The 5 Animal Welfare Rules
Every pet owner must provide for the following needs of their pets:
- Health – Protection from pain, injury, suffering and disease and treated if they become ill or injured.
- Behaviour – the ability to behave naturally for their species eg. Play, run, dig, jump, fly etc.
- Companionship – to be housed with, or apart from, other animals as appropriate for the species. i.e. company of their own kind for sociable species like rabbits or guinea pigs, or to be housed alone for solitary species like hamsters.
- Diet – a suitable diet. This can include feeding appropriately for the pet’s life stage and feeding a suitable amount to prevent obesity or malnourishment, as well as access to fresh clean water.
- Environment – a suitable environment. This should include the right type of home with a comfortable place to rest and hide as well as space to exercise and explore.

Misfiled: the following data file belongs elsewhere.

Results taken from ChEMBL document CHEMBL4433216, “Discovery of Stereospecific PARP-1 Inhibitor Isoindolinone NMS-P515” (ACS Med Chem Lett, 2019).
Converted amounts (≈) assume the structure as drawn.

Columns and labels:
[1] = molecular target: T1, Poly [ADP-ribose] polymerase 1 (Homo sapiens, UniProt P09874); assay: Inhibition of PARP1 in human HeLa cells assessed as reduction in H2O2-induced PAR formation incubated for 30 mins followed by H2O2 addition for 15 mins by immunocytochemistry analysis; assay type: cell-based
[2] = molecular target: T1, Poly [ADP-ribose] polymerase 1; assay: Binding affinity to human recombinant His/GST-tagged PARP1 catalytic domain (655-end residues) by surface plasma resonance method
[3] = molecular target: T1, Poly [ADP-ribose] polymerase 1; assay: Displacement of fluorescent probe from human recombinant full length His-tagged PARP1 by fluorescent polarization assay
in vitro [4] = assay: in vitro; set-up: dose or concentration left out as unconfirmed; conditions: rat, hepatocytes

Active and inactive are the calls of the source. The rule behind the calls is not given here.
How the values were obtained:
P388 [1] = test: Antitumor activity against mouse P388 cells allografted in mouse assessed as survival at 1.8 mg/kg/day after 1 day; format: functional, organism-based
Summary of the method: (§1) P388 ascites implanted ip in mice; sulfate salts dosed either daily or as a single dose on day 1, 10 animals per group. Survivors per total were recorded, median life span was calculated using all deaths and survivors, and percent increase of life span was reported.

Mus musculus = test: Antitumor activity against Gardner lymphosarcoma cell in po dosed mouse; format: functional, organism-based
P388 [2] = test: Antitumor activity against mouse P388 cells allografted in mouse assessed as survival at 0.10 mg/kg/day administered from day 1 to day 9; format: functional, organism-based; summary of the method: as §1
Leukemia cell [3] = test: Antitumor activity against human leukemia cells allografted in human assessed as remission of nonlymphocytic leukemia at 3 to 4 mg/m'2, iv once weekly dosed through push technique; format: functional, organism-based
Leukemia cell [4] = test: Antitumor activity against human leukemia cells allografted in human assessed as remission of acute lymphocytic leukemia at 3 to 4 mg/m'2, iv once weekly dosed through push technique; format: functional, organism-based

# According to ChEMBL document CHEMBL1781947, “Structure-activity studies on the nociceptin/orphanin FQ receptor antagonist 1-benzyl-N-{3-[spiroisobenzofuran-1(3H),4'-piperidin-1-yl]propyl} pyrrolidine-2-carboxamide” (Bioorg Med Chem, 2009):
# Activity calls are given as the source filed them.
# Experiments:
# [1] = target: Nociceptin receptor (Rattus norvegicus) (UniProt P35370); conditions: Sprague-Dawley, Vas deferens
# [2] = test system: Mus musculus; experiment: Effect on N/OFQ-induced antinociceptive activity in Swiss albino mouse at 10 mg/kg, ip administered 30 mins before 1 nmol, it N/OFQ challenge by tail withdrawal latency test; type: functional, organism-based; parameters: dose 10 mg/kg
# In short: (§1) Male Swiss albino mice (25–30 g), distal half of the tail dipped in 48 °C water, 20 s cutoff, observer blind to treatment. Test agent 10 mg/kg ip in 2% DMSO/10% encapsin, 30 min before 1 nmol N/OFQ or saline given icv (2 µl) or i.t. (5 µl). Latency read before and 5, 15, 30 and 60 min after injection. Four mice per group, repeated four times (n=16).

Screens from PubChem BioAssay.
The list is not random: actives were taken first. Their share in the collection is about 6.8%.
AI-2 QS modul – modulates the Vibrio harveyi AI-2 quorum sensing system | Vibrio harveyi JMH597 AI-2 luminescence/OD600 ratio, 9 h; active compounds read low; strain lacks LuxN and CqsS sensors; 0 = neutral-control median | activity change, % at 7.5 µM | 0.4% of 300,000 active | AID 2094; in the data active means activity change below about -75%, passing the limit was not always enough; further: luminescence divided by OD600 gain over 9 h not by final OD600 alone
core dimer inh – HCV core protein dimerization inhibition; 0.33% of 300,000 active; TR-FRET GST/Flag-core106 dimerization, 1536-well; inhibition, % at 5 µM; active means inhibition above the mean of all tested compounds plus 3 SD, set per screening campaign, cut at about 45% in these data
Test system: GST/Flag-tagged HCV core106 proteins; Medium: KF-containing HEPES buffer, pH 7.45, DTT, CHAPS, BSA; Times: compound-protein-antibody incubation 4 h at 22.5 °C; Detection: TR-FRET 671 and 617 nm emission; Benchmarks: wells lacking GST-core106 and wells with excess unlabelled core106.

The needs of each type of pet are very different and it is important owners know what these needs are, and how to meet them. Researching carefully before purchase can help owners understand what they will need to provide.
Animal Welfare Act 2006
The 5 Freedoms
- FREEDOM FROM HUNGER AND THIRST
- FREEDOM FROM PAIN, INJURY AND DISEASE
- FREEDOM FROM DISCOMFORT (BEDDING, TEMPERATURE, FLOOR SURFACES)
- FREEDOM TO EXPRESS NORMAL BEHAVIOUR
- FREEDOM FROM FEAR AND DISTRESS
The Five Freedoms make sure that you think of all the things that can affect how animals feel. For example, it’s not good to be well fed but in pain, nor to feel safe but too cold. Four of the five freedoms are easy to understand, but what is meant exactly by the ‘freedom to express normal behaviour’?
Animal Welfare Act 2009